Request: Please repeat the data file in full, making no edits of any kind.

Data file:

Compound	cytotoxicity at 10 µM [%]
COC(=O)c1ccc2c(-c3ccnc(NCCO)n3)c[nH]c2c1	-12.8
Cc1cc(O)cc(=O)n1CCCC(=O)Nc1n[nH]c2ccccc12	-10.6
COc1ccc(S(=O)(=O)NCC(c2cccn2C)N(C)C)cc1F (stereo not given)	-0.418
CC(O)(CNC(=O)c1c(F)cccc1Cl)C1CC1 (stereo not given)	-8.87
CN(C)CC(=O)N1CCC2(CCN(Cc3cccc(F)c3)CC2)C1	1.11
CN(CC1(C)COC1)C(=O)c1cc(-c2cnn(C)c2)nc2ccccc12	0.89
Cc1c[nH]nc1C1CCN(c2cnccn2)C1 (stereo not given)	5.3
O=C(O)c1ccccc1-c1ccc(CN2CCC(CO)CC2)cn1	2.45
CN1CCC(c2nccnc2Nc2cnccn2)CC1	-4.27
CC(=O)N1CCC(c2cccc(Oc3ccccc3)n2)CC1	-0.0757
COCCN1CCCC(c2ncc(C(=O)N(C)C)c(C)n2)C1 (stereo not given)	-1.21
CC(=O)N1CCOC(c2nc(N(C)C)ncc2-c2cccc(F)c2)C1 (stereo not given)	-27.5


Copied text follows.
Compound	cytotoxicity at 10 µM [%]
COC(=O)c1ccc2c(-c3ccnc(NCCO)n3)c[nH]c2c1	-12.8
Cc1cc(O)cc(=O)n1CCCC(=O)Nc1n[nH]c2ccccc12	-10.6
COc1ccc(S(=O)(=O)NCC(c2cccn2C)N(C)C)cc1F (stereo not given)	-0.418
CC(O)(CNC(=O)c1c(F)cccc1Cl)C1CC1 (stereo not given)	-8.87
CN(C)CC(=O)N1CCC2(CCN(Cc3cccc(F)c3)CC2)C1	1.11
CN(CC1(C)COC1)C(=O)c1cc(-c2cnn(C)c2)nc2ccccc12	0.89
Cc1c[nH]nc1C1CCN(c2cnccn2)C1 (stereo not given)	5.3
O=C(O)c1ccccc1-c1ccc(CN2CCC(CO)CC2)cn1	2.45
CN1CCC(c2nccnc2Nc2cnccn2)CC1	-4.27
CC(=O)N1CCC(c2cccc(Oc3ccccc3)n2)CC1	-0.0757
COCCN1CCCC(c2ncc(C(=O)N(C)C)c(C)n2)C1 (stereo not given)	-1.21
CC(=O)N1CCOC(c2nc(N(C)C)ncc2-c2cccc(F)c2)C1 (stereo not given)	-27.5